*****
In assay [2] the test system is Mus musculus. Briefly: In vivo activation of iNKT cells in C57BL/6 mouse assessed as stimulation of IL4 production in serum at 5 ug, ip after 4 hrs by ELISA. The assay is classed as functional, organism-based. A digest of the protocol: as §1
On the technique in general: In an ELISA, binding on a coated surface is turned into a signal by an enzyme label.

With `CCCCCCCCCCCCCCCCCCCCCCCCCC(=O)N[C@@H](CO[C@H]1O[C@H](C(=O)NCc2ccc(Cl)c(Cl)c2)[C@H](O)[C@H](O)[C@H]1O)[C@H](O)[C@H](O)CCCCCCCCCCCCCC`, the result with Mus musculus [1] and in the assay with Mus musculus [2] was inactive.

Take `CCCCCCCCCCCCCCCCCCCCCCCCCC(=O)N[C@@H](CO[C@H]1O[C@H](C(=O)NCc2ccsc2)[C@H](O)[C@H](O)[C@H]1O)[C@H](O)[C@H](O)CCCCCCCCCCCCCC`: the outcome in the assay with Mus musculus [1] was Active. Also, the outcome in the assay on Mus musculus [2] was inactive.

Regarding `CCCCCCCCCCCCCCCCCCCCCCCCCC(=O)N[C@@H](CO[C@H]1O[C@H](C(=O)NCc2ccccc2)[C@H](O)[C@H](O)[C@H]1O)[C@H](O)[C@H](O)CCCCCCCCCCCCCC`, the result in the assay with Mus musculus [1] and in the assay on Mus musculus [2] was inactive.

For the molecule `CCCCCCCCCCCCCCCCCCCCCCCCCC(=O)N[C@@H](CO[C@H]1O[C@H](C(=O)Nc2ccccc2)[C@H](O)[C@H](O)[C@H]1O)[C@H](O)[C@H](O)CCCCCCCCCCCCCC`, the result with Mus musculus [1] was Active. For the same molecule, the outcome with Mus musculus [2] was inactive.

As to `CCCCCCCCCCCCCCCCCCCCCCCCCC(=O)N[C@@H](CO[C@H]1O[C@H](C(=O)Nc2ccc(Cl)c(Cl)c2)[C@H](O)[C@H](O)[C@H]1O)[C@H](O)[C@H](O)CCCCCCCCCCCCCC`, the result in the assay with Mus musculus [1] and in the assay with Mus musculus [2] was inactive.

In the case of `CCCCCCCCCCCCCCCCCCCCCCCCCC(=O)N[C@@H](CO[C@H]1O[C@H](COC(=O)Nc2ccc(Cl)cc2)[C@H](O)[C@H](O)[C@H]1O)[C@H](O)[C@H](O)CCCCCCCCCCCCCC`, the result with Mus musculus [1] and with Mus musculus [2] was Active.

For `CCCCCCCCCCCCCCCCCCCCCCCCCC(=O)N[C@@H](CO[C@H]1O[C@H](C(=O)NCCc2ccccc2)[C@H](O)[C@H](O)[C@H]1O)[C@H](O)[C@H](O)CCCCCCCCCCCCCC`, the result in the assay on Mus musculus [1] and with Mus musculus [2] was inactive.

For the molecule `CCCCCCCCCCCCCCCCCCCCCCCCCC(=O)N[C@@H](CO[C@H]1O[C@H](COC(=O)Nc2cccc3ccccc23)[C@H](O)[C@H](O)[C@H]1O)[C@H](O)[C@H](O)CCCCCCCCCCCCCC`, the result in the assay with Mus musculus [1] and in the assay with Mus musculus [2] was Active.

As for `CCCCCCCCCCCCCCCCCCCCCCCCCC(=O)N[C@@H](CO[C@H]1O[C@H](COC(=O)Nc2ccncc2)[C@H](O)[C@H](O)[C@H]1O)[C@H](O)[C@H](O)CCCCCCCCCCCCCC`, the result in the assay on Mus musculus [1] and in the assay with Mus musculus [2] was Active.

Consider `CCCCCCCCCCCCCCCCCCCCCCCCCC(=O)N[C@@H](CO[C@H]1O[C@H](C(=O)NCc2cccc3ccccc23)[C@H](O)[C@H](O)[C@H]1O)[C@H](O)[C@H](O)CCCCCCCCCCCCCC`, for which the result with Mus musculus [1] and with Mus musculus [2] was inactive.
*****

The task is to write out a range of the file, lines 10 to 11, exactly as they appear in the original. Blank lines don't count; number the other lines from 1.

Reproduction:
For the molecule `CCCCCCCCCCCCCCCCCCCCCCCCCC(=O)N[C@@H](CO[C@H]1O[C@H](COC(=O)Nc2cccc3ccccc23)[C@H](O)[C@H](O)[C@H]1O)[C@H](O)[C@H](O)CCCCCCCCCCCCCC`, the result in the assay with Mus musculus [1] and in the assay with Mus musculus [2] was Active.

As for `CCCCCCCCCCCCCCCCCCCCCCCCCC(=O)N[C@@H](CO[C@H]1O[C@H](COC(=O)Nc2ccncc2)[C@H](O)[C@H](O)[C@H]1O)[C@H](O)[C@H](O)CCCCCCCCCCCCCC`, the result in the assay on Mus musculus [1] and in the assay with Mus musculus [2] was Active.